How could North Korea’s economy be growing faster than Brazil’s?

Doing their civic duty.
Doing their civic duty.
Image: AP Photo / David Guttenfelder
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For an internationally condemned and reclusive communist state, North Korea’s economy isn’t doing all that badly. The economy grew 1.3% last year, according to South Korea’s central bank, which analyzes data gathered by South Korean institutions. This marks the country’s second year of growth and its fastest pace since 2008. That rate is better than Brazil’s economy, which grew just 0.9% last year, on par with Taiwan‘s growth last year, and not far behind Singapore’s.

Of course, North Korea’s economy is tiny, at $30 billion, or a little less than 3% the size of South Korea’s. And 2.8 million North Koreans are still affected by chronic food shortages, according to a recent United Nations report. But the new leadership, under Kim Jong-un, appears serious about economic growth—and not just destabilizing the international system with the country’s nuclear ambitions. It’s unclear just how big a dent international sanctions are making in those ambitions at this point.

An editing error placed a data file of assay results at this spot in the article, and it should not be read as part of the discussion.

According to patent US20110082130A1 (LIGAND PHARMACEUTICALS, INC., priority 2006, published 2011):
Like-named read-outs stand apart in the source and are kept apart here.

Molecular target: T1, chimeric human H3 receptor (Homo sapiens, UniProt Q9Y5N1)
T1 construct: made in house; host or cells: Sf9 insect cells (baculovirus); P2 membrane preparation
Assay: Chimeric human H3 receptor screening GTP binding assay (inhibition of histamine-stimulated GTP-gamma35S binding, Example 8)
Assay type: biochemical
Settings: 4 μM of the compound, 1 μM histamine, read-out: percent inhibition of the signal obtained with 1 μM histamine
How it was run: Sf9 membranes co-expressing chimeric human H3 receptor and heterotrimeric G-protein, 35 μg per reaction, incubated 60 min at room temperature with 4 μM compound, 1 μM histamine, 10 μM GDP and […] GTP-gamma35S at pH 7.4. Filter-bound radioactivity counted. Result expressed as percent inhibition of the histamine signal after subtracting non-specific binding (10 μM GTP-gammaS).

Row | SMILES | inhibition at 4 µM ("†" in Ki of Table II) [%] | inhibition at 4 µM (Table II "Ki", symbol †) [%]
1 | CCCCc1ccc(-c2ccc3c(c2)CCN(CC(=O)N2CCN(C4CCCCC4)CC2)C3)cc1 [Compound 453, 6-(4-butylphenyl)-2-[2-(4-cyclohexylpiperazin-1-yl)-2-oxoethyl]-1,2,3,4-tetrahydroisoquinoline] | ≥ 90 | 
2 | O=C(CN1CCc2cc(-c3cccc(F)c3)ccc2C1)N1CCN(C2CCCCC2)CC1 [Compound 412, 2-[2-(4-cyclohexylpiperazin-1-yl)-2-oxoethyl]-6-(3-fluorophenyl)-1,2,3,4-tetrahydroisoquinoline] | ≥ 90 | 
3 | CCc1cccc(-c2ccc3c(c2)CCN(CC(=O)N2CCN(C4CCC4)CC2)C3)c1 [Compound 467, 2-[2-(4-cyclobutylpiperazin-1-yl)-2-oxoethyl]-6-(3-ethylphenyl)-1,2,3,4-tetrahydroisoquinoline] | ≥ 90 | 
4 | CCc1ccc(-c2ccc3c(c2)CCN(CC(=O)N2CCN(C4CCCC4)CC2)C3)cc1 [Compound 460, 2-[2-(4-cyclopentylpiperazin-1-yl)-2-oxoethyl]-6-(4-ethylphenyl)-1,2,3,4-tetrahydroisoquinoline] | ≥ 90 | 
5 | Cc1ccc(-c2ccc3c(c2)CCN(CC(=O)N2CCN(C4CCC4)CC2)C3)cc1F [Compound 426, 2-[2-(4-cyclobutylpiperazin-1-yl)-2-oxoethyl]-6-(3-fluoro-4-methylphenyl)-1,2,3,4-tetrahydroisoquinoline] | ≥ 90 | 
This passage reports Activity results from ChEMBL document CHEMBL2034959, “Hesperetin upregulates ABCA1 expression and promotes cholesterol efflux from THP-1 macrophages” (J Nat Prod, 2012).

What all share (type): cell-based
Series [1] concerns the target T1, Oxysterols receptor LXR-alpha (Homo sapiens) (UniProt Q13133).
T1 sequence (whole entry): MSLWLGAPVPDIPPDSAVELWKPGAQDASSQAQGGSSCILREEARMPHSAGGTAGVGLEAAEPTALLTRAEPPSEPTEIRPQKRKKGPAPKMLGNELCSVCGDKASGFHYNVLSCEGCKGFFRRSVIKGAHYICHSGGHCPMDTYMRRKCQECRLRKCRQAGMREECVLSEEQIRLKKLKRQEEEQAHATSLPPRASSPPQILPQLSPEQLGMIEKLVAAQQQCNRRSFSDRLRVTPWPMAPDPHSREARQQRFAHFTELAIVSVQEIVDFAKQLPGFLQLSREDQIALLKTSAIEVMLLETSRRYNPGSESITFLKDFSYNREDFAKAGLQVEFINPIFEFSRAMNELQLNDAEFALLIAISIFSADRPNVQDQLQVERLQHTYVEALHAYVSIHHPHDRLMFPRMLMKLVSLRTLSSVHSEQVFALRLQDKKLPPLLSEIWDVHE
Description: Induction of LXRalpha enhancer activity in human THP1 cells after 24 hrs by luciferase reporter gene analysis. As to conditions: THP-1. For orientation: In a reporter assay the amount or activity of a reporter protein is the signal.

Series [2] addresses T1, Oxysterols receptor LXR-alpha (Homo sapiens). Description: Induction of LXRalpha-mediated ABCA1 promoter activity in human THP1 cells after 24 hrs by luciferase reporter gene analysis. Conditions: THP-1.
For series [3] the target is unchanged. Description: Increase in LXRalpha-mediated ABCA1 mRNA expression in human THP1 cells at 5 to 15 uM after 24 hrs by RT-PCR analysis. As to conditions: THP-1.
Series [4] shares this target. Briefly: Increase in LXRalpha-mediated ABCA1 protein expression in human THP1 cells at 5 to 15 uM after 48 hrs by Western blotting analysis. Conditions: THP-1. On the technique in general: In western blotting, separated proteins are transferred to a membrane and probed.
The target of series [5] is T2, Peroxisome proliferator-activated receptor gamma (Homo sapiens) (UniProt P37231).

So what’s helping the economy chug along? Agriculture, farming, and fisheries as a combined sector grew 3.9% last year, according to the Bank of Korea. Livestock farming increased 12.3%. Industrial output and manufacturing were both up by 1.3% and 1.6% respectively. Aid and trade from China is helping, as is an underground economy.

North Korea’s modest, but better-than-expected growth, is spawning a small class of new rich (and refrigerator sales.) The impact of economic growth could be felt elsewhere as well: North Korea’s national soccer team, eliminated from the next World Cup, could have a fighting chance in the future as the state pours more resources into national sports. In May, officials opened a special training academy for young soccer players.